When a commercial property lease comes to an end, most tenants will have the right to renew the lease. However, there are some exceptions. Most notably, if a tenant waived their right to renew when the lease was drawn up, they will not be entitled to remain in the business premises. If they do want to stay, the only option is to negotiate with the landlord. The automatic right to renew a lease is also denied to those who are business farm tenants, mining tenants, service tenants employed by the landlord and those on a fixed-term tenancy of six months or less. Even if the terms of the contract do incorporate the right to renew a commercial property lease, this can be revoked if the tenant breaks the conditions of the tenancy agreement. This might include, for example, failing to pay rent.
A landlord may also refuse the right to renew a lease if he or she needs the premises for their own use, or wishes to redevelop the property. Aside from these exceptions, a tenant will have the right to renew a commercial property lease. Nevertheless, there is a strict protocol that must be followed, as a tenant must request a new lease at least six months before the current lease expires. A landlord can oppose this request, but again there are certain steps that must be completed within a specific time frame. The tenant can challenge this opposition, although this can become a protracted process for both parties.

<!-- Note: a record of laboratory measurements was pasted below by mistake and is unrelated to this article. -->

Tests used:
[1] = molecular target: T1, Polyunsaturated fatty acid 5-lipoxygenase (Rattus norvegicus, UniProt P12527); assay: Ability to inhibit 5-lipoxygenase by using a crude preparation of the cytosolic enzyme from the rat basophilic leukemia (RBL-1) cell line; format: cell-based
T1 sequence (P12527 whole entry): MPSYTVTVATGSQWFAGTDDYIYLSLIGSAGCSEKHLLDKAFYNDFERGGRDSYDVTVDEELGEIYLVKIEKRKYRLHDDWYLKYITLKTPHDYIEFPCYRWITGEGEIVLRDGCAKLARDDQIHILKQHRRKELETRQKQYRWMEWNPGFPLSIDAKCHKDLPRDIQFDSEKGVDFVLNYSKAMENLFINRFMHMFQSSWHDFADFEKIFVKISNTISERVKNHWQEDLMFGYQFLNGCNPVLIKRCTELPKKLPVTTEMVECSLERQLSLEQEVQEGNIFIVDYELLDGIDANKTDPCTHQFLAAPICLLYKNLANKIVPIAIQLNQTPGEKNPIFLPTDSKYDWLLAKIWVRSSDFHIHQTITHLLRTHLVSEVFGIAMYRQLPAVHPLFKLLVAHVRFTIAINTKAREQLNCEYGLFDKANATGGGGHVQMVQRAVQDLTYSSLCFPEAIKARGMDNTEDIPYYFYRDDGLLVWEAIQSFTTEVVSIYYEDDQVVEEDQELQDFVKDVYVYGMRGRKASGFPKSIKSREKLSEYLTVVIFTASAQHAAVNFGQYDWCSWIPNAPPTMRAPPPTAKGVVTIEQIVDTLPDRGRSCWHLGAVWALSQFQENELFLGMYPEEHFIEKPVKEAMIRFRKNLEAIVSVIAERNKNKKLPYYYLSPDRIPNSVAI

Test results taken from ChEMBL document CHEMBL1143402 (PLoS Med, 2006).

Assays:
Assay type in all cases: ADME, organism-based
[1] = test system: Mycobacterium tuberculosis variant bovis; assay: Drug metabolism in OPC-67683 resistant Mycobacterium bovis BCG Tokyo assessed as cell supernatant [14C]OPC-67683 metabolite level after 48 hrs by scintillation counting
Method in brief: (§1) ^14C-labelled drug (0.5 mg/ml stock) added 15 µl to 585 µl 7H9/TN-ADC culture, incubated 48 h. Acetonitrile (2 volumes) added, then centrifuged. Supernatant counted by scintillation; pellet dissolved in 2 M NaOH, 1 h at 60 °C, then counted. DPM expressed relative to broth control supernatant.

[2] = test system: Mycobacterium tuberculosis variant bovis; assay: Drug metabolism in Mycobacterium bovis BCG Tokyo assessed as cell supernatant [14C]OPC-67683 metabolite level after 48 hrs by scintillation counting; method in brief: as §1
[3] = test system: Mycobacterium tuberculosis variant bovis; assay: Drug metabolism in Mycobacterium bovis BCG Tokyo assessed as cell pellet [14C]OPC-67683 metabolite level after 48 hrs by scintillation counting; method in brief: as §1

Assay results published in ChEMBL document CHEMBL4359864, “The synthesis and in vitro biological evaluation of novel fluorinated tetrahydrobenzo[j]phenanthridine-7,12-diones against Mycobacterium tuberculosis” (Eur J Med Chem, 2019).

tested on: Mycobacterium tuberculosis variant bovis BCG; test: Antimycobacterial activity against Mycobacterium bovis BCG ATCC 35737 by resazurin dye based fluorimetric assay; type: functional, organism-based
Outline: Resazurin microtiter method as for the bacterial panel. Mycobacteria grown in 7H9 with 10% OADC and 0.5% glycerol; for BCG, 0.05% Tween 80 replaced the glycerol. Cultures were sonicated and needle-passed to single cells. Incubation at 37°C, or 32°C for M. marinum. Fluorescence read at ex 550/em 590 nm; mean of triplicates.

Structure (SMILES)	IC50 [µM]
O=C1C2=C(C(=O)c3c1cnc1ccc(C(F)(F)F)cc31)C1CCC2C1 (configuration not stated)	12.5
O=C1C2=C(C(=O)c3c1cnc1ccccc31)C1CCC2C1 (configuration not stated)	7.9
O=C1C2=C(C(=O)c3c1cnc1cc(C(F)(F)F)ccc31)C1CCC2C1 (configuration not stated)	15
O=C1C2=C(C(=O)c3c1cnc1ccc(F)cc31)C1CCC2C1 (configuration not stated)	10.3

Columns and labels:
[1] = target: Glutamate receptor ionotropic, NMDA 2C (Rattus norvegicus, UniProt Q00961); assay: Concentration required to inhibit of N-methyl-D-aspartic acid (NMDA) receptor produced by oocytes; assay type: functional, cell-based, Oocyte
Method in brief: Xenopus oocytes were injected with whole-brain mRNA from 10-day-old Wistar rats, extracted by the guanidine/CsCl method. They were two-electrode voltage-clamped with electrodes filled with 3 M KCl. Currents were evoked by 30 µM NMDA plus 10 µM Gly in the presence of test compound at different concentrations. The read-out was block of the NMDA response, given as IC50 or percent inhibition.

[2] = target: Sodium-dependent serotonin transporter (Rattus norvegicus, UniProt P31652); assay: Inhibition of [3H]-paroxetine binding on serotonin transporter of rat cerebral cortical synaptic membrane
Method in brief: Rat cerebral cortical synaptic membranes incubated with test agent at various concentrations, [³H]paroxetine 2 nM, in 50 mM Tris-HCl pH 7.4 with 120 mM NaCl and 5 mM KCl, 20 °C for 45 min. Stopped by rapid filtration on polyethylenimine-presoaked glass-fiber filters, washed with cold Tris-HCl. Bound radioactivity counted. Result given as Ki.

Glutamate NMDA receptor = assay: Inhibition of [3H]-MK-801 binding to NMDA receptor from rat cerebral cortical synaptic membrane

Therefore it is best to avoid a dispute by seeking early legal advice, well in advance of the leases’ expiry date. This will ensure that you take the correct course of action when renewing a commercial property lease, giving you the peace of mind that you will not have to change premises in the near future.
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